Next week on the Journalism 3510 syllabus is a 5 shot video sequence that I’ll, of course, be posting on here as soon as I finish. Just to help us students out and learn more about the kind of videos that we’ll be shooting, we were asked to research three documentary style stories and critique them.
The first video that I found was about Morocco’s ‘Mule Ladies’. The heros in this story is the group of elderly Moroccan women that strive every day and fight crowds in order to make a living for their families. There was an obvious hook to this story as the videographer cut from scenes of the women talking at home about their experiences with flashes of the mobs fighting for the huge packages in between. The result showed the absolute sense of chaos in these women’s work.
These women have the daily task of providing for their families, sometimes only making $10 a day to live off of. The videographer used the loud audio from the mob scenes well, in order to display the fight that takes place daily. The videographer also used interviews from government officials to show their side of the story and their opinions.
At the end, the videographer shows scenes of one of the women, Maria, talking about her daughters. She says that one day she hopes her daughters will finish school and be able to marry a man that can provide for them so that they do not have to work in the same “death” that she does.
In the spirit of keeping with my theme of internationals coming to America, here’s a video documentary on When Sudanese Refugees Come to America. Sometimes it’s so mind blowing to think about how the rest of the world lives, and this video gives us just a glimpse of how difficult it is for other people to adapt to our regular way of life.
The opening scenes of the video are the story’s main characters – a group of Sudanese men that are to come to America. They ask about simple things like what are apartments, and what does a shower look like. This proved to me to be a startling realization of how blessed we are here in America, and how we take simple things like running water for granted.
Watching these men talk about their struggle in America just grabbed my heart. It hurt to hear them talk about how the American life was difficult for them and how unfriendly they were finding American people. The videographer used their daily interactions with others, like them asking a baker was a doughnut was, to develop the story and make it interesting and informative.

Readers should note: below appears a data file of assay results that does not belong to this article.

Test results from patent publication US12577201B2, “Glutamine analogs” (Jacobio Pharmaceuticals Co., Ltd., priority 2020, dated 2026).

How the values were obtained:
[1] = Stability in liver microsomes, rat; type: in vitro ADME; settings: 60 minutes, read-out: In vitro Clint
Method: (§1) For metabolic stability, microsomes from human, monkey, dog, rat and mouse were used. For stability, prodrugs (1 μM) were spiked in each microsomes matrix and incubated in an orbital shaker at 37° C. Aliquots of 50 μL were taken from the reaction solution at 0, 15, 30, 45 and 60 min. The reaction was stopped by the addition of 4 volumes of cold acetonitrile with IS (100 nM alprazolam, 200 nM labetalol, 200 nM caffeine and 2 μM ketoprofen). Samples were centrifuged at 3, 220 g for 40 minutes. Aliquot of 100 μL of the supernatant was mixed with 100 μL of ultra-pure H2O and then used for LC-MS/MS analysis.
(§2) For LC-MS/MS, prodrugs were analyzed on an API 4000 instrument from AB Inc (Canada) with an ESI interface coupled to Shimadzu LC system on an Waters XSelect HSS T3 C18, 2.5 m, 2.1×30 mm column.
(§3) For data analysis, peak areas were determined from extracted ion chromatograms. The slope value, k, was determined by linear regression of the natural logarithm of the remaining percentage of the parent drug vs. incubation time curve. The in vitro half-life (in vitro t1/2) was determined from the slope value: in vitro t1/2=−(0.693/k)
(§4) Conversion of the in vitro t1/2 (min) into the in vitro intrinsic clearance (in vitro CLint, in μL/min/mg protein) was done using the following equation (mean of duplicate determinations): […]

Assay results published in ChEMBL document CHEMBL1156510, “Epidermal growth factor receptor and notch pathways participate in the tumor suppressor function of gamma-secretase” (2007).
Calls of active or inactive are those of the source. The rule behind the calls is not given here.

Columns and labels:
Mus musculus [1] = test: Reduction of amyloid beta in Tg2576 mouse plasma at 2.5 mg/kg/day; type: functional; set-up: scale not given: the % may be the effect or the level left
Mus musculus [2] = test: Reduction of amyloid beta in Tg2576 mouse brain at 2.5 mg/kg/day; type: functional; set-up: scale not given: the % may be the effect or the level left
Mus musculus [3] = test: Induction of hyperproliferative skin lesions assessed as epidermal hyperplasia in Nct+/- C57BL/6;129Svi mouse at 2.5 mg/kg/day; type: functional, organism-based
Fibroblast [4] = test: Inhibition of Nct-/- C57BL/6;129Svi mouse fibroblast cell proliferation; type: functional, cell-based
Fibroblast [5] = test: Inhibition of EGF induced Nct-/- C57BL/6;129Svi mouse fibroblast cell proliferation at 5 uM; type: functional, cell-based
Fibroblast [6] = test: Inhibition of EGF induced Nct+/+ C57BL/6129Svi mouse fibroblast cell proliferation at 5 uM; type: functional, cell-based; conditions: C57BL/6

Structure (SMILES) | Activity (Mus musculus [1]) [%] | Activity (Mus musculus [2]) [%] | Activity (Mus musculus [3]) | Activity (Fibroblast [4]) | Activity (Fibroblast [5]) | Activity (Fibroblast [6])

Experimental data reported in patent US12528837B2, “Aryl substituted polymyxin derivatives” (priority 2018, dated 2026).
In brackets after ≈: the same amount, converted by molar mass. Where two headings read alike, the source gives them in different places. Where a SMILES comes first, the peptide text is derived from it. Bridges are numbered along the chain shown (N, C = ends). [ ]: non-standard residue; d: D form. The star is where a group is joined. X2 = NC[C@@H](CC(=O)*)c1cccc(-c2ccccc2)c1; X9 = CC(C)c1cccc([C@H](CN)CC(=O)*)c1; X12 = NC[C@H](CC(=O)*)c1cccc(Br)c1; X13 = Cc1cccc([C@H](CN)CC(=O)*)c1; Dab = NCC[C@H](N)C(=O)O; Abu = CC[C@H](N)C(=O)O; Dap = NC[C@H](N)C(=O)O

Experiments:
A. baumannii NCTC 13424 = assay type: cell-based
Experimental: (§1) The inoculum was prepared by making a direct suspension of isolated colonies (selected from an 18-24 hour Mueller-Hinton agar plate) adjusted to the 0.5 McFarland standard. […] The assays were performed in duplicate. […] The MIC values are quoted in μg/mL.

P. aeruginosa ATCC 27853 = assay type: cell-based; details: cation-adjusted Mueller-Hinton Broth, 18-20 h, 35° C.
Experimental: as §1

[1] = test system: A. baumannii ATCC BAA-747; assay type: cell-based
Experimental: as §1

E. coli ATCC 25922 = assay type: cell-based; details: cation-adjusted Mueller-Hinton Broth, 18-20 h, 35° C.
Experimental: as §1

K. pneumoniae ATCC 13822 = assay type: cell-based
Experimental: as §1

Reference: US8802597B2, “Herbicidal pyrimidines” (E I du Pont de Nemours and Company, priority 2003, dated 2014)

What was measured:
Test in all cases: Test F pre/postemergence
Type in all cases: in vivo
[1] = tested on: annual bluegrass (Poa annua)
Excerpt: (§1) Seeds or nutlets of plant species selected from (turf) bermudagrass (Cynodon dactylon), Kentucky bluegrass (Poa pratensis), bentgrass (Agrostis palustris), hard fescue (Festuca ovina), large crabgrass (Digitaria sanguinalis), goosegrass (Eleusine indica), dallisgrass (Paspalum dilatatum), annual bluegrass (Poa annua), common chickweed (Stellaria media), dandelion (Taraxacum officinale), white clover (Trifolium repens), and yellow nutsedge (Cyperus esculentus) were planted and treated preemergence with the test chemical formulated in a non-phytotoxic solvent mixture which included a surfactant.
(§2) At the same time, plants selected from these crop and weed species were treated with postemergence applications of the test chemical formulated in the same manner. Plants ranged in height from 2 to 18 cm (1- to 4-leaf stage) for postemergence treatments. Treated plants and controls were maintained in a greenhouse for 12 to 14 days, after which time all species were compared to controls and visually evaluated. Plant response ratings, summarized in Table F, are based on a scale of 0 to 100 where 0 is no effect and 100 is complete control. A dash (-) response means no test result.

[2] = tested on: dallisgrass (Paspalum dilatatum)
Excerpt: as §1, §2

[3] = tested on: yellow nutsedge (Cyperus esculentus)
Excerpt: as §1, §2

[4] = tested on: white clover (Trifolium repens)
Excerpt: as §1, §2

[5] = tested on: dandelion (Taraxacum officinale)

At the end, the videographer chose to show a somewhat humorous interaction between one of the Sudanese and a group of children at a local swimming pool. This added a light tone to the end of the story, but left me still with the heavy realization of how difficult life for these refugees was.
Finally, I found this video – The Normal Kid
The video opens with natural sound and fades into a normal conversation between Noe Cabello, the hero of the story, and one of his classmates as they prepare for graduation backstage. They look at the program and talk about the ceremony, a seemingly “normal” moment for high school grads.
The voice over of Noe then begins, and we learn that he isn’t as normal as the opening scene makes him out to be. For Noe, graduation is more than just a diploma- it’s a chance at a life that his parents, from Mexico, never got a shot at. The emotion from the beginning of the video hooked me, and towards the end of the story, I’ll admit that I was tearing up.
The caption below the video tell viewers that Noe is on his high school soccer team, balances seven AP classes and has a part time job. Not only that, but he is also the first Latino valedictorian in the history of Reading High School.
The scene that really got to me was his valedictorian speech and his parents’ reaction. His father is shown crying out of pride for his son as he holds Noe’s mother’s hand.
Out of this batch of three videos, this one was probably by favorite. I really loved the emotion that Andrew Hida, the videographer, captured in this five minute film.
Has anyone else seen any internationally based short video documentaries lately? Comment with the link and I’d love to check them out!